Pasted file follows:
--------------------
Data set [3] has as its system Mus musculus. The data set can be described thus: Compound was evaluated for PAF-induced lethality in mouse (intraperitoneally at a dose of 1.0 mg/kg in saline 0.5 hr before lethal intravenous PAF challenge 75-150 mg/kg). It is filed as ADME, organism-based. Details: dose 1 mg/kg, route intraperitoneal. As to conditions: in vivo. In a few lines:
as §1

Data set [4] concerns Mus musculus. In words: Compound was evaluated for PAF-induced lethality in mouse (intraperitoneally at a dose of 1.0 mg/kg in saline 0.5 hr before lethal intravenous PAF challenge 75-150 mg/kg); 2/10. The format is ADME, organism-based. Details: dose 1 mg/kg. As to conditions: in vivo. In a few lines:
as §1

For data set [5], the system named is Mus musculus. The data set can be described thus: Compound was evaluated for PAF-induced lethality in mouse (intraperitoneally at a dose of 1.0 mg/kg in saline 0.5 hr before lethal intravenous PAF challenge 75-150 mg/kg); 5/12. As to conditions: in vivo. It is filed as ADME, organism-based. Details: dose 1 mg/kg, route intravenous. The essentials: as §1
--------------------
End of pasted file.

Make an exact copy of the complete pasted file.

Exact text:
Data set [3] has as its system Mus musculus. The data set can be described thus: Compound was evaluated for PAF-induced lethality in mouse (intraperitoneally at a dose of 1.0 mg/kg in saline 0.5 hr before lethal intravenous PAF challenge 75-150 mg/kg). It is filed as ADME, organism-based. Details: dose 1 mg/kg, route intraperitoneal. As to conditions: in vivo. In a few lines:
as §1

Data set [4] concerns Mus musculus. In words: Compound was evaluated for PAF-induced lethality in mouse (intraperitoneally at a dose of 1.0 mg/kg in saline 0.5 hr before lethal intravenous PAF challenge 75-150 mg/kg); 2/10. The format is ADME, organism-based. Details: dose 1 mg/kg. As to conditions: in vivo. In a few lines:
as §1

For data set [5], the system named is Mus musculus. The data set can be described thus: Compound was evaluated for PAF-induced lethality in mouse (intraperitoneally at a dose of 1.0 mg/kg in saline 0.5 hr before lethal intravenous PAF challenge 75-150 mg/kg); 5/12. As to conditions: in vivo. It is filed as ADME, organism-based. Details: dose 1 mg/kg, route intravenous. The essentials: as §1